"SuperRegional 2000" is a joint Region X/XI conference taking place at 
the Orleans Hotel & Casino. Registration fees for those registering on or 
before March 1 are: SPJ pro members, $75; nonmembers, $85; groups of 
three or more pros sending in registration forms and fees in same 
envelope, only $65 each; students (members and nonmembers), $50.  
Those registering after March 1 or walk-in attendees will pay:   Pros 
(members and nonmembers) $95.

     Send registration fees to: Paul McAfee, c/o The Business Press, 3700 
Inland Empire Blvd., Suite 450, Ontario, CA 91764. (Make check out to 
"Society of Professional Journalists Region Eleven," spelling out eleven.)

    Eight workshops include:  "What does  it takes to move into 
management?" "Journalists in Transitions - Dealing with newspaper 
mergers and closings," Covering gaming."

    For reservations, call (800) 675-3267. Attendees should say they are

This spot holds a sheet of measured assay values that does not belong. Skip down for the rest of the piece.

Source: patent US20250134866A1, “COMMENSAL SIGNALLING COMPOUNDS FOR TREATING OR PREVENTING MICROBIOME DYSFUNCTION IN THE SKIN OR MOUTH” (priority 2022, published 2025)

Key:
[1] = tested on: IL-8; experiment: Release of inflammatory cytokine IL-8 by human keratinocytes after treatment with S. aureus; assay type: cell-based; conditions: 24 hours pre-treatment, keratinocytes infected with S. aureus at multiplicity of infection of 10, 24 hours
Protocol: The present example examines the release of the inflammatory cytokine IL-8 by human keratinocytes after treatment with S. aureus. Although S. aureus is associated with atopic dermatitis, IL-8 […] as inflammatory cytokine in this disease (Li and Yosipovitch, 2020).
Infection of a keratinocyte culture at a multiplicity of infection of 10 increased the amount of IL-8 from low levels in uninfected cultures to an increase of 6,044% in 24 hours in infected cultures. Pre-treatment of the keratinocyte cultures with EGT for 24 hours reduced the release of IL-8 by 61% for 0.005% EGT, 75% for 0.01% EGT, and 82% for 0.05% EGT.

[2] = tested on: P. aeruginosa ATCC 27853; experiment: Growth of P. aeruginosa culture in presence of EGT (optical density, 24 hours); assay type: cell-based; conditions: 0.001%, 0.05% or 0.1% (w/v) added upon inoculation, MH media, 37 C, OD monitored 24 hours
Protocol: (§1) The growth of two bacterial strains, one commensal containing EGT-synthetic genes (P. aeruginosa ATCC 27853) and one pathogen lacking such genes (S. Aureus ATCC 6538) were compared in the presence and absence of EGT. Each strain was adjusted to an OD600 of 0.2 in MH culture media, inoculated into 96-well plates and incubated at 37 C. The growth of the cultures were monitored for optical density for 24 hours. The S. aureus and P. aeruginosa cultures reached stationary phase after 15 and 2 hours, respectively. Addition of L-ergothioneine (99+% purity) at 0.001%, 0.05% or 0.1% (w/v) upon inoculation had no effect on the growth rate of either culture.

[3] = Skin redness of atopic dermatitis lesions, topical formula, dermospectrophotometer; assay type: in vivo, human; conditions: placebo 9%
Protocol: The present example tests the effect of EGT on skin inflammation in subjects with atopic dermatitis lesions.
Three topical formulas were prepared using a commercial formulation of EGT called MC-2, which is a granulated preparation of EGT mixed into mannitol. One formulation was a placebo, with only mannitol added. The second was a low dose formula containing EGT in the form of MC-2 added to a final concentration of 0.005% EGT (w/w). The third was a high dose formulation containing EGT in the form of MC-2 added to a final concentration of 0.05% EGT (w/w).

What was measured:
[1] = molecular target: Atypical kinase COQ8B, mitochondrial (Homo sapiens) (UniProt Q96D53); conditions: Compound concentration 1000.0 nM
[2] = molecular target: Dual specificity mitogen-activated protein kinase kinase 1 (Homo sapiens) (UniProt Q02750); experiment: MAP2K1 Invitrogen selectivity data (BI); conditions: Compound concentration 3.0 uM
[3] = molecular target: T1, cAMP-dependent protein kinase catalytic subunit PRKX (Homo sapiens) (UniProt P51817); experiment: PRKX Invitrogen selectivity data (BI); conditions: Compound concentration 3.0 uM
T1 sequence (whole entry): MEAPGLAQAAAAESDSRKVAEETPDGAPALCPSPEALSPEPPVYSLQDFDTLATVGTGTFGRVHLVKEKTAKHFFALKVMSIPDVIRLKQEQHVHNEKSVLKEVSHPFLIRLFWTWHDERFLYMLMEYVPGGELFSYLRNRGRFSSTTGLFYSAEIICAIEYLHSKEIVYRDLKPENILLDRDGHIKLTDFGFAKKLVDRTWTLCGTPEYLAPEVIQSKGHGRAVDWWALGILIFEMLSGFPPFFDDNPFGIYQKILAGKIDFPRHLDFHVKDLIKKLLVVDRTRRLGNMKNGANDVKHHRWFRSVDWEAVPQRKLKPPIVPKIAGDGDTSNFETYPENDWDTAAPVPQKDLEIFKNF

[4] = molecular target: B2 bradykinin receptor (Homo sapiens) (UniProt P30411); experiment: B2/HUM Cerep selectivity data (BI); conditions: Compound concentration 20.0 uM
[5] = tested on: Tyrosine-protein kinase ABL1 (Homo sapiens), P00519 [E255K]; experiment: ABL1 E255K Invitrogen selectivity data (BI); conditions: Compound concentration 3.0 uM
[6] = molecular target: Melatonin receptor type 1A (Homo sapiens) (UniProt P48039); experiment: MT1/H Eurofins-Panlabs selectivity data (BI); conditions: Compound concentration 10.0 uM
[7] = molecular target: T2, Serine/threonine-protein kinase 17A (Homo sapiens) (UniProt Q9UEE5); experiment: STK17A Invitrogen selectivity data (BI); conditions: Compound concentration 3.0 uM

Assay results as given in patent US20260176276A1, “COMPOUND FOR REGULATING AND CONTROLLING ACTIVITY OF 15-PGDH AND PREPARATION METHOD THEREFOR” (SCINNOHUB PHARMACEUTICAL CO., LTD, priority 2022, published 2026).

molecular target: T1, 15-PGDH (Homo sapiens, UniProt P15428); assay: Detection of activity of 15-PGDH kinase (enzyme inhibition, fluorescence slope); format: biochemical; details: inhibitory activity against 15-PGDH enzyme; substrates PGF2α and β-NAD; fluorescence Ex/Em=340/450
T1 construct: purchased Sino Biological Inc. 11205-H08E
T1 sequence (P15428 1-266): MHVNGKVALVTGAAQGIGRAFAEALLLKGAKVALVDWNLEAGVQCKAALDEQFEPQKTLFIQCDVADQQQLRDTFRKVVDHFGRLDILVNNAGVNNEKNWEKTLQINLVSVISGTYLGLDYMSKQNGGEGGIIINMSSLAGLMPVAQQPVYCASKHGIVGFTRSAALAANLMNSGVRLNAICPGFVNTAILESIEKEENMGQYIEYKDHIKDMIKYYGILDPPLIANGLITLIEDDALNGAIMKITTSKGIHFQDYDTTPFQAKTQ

attending the "SPJ Region 11 meeting." The rate is $89 per night, 
single/double occupancy.  No Saturday arrivals.

New forms of paying memberships

   Finding it difficult to fit that annual SPJ dues payment into your budget? 
Now you can pay in installments, and, if you sign up for additional years, it's
even cheaper.

    For professional members, four payment options are available: a single
$70 payment for one year's dues; two $35 payments for one year; four 
payments of $31.25 for two years' dues; or four payments of $43.75 for three
 years' dues.  

    The Hawaii Pro Chapter dues of $10 annually is extra.
    Similar arrangements are available for retired, student, post-graduate, 
associate and high school associate members.
     Credit card payment is accepted. For more information or an application
form, contact SPJ Headquarters, 16 S. Jackson St. Greencastle, IN 
46135-1514; telephone (765) 653-3333; fax (765) 653-4631; or e-mail

Portnoy on privacy, FOI

     Media law attorney Jeff Portnoy will talk about the news media in the 
chapter's annual dinner at Alan T's in the Honolulu Club, King Street and 
Ward Avenue.

     Portnoy's presentation is: "The Legal State of the News Media in Hawaii:
An Interactive Dialogue."
     Not only will you find out about the latest in FOI developments, but you'll 
get a great buffet too -- for $25 (members). If you're not a member, it will cost 
$28; for students $22.

     No-host cocktails will be from 6 to 7 p.m. The buffet will start at 7 p.m., and